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New Hillside principal Erin Shadick has counseling background

Eric Shadick in her office at Hillside Elementary School in Cottage Grove. (Bulletin photo by Judy Spooner)

Growing up as the oldest of 24 cousins in a close family, Erin Shadick had a lot of experience being with children.

"I always knew I was going to work with kids," she said in an interview, Oct. 6, in her new office as principal of Hillside Elementary School in Cottage Grove.

She grew up in Eau Claire, Wis., and her parents still live there.

Shadick attended college at the University of Wisconsin at LaCrosse for her undergraduate degree and at Stout for her master's degree. She did her graduate studies at the St. Mary's University in Minneapolis.

After leaving college, she worked as a school counselor and as a social worker.

Shadick did a lot of work in elementary school classrooms in that position.

"I thought that was what I was going to do," she said.

But things changed after she moved to the Twin Cities and found that few elementary schools had counselors, so she worked in middle schools.

From her counseling role, she moved up to assistant principal for three years before coming to School District 833.

Unlike many principals who come up through the ranks from the classroom, Shadick's skills center on building interpersonal relationships. In classrooms, she took a proactive approach in teaching students how to deal with their feelings.

"My strength is in building relationships with families and kids," she said. "When dealing with an upset parent, in the end, they just want to know that you care."

The routine at the beginning of the school year includes going to kindergarten rooms to introduce herself and talk about what school principals do.

She acknowledges that kindergarteners have already heard from older children and parents that if they cause trouble, they will end up in the principal's office.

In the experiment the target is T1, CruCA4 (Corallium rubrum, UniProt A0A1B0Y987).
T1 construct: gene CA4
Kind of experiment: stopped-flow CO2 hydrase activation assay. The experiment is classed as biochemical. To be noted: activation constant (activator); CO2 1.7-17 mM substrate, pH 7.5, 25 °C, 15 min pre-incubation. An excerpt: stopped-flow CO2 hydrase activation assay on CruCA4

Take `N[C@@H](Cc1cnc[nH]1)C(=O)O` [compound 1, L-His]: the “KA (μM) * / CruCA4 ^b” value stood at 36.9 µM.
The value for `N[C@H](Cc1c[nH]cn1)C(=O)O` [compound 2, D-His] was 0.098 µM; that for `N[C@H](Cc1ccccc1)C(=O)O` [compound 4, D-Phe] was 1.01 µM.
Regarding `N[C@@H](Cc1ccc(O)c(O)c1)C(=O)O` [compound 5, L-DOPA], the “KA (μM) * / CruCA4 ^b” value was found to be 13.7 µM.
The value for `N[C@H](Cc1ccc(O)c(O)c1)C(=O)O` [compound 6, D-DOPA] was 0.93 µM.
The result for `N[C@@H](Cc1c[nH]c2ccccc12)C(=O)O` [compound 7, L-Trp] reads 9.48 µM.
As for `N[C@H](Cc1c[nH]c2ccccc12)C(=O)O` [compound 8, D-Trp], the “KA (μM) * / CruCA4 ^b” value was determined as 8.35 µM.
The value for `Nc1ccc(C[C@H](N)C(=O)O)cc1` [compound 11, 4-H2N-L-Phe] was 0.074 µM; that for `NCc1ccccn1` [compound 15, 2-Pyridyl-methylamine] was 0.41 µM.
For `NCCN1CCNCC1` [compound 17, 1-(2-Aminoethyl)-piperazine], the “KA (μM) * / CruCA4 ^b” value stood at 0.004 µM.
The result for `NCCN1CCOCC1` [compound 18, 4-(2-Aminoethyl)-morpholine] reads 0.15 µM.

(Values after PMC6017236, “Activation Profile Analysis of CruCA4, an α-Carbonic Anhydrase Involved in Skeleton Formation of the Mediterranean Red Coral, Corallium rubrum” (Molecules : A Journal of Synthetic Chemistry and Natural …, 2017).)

If that happens, Shadick tries to make that encounter a friendly one by explaining to children that she is a "helper."

With her counseling background, she is used to making "quick decisions" based on everyone's needs.

"I solve problems all day long," she said.

Coming to a new building where teachers and staff members already know each other is not easy, but Shadick said she used her first month to "make connections" and begin building relationships.

"My vision is the same as the district's in that all children can learn," she said. "It's a hard concept but we take them as they are."

Shadick has no children of her own, unless you count the school.

"I have 580 of them," she said.

As the owner of an "old house," she spends some of her spare time doing fix-up work. Shadick also enjoys gardening, going to live music concerts and belongs to a book club.

Though she doesn't mention it in Minnesota Viking country, as a native of Wisconsin, she is an avid Packer fan.

Coming to Hillside was definitely the right career move, Shadick said.

"You know you're in the right place when it feels like you've come home," she said.

Judy Spooner
Judy Spooner is the longest-serving staff writer at the South Washington County Bulletin. Spooner, who covers education and features in addition to writing a weekly column, has been with the newspaper for over 30 years.
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